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Party Identification and Vote Choice: The Causal Relationship
Kenneth J. Meier
The Western Political Quarterly
Vol. 28, No. 3 (Sep., 1975), pp. 496-505
Stable URL: http://www.jstor.org/stable/447369
Page Count: 10
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Although party identification has received extensive use as an independent variable in political analysis, several basic assumptions concerning the concept have received little attention. First, party identification, in this paper, is found to possess less stability over time spans ranging from four weeks to four years than is generally assumed. Second, evidence from panel surveys reveal that vote choice has a causal impact on party identification. These two findings mean that political scientists can no longer assume party is causally prior to vote choice during any single time span, and that any analysis using party identification, such as normal vote analysis, will overestimate the impact of party identification on vote choice.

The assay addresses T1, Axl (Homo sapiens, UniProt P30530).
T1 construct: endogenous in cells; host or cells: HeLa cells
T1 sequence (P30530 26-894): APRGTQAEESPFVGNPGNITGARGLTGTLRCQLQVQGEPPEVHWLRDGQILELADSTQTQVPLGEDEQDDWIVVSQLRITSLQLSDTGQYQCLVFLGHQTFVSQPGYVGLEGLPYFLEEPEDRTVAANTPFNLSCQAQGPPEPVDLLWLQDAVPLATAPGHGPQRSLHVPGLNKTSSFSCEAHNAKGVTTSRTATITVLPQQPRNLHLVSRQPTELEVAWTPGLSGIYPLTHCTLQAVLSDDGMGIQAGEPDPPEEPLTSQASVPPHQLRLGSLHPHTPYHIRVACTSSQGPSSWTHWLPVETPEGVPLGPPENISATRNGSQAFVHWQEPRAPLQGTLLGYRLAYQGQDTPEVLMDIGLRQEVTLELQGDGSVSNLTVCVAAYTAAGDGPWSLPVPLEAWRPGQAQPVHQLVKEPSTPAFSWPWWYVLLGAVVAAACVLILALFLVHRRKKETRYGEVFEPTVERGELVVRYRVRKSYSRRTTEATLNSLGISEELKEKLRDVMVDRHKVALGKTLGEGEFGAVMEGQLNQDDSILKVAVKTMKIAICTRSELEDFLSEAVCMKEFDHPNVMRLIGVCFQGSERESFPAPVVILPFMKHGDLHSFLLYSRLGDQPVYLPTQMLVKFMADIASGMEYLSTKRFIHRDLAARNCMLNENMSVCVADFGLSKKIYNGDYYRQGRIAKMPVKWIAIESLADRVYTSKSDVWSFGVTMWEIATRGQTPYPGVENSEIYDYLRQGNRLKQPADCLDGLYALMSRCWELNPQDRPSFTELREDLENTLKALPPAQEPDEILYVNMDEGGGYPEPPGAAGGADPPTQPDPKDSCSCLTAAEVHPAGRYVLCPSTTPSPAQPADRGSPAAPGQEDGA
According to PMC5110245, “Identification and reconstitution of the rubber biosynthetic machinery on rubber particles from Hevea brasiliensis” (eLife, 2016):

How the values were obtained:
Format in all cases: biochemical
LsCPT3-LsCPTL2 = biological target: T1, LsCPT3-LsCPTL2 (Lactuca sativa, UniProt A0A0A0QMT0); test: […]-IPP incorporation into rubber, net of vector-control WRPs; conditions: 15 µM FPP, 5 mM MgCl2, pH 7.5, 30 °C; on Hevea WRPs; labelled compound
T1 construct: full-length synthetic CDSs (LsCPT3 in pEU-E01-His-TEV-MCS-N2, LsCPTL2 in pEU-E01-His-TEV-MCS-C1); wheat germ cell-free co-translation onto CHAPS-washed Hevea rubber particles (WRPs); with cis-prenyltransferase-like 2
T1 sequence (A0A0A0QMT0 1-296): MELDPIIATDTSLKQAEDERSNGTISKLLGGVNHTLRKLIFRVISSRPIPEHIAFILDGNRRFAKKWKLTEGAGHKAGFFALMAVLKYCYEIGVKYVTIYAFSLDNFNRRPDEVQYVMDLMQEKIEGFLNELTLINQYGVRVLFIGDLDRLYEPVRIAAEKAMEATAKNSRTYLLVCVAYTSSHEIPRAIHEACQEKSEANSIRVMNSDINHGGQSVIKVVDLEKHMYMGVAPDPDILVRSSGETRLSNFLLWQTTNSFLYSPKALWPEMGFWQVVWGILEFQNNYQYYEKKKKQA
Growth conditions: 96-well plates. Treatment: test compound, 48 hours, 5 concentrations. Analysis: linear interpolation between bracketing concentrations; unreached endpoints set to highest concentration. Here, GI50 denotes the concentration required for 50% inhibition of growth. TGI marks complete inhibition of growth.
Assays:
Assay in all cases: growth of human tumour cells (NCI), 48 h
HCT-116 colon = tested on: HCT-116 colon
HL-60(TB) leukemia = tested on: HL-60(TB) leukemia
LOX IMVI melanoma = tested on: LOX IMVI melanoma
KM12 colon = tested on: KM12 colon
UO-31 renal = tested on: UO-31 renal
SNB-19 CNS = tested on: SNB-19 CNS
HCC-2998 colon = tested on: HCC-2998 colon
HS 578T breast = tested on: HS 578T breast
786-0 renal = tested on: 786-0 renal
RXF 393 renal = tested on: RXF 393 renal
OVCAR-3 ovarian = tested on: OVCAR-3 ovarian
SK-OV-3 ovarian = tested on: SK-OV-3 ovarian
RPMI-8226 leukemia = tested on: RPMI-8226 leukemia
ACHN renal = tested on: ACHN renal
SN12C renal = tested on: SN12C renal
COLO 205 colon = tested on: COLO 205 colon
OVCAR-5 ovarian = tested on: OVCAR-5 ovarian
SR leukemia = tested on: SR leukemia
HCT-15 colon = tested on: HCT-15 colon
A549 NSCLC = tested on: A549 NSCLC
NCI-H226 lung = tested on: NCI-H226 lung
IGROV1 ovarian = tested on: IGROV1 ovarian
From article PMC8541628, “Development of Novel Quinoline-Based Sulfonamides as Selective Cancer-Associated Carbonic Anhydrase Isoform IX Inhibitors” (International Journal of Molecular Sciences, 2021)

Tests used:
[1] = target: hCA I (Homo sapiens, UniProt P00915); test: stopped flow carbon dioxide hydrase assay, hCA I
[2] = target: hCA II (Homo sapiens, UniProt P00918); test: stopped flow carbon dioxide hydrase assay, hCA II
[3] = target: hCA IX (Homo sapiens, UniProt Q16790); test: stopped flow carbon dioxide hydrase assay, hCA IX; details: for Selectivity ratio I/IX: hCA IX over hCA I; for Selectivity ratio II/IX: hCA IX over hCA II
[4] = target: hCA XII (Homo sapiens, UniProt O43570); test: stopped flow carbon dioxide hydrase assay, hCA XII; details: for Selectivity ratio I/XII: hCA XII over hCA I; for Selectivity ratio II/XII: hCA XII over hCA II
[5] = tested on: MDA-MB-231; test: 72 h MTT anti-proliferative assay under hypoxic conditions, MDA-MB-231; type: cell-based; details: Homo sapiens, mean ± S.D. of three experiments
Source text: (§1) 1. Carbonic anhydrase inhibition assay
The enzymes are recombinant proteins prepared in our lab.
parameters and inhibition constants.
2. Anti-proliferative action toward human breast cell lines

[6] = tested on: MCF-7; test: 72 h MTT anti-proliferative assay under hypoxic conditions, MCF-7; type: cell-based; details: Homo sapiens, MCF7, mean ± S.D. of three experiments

The Western Political Quarterly © 1975 University of Utah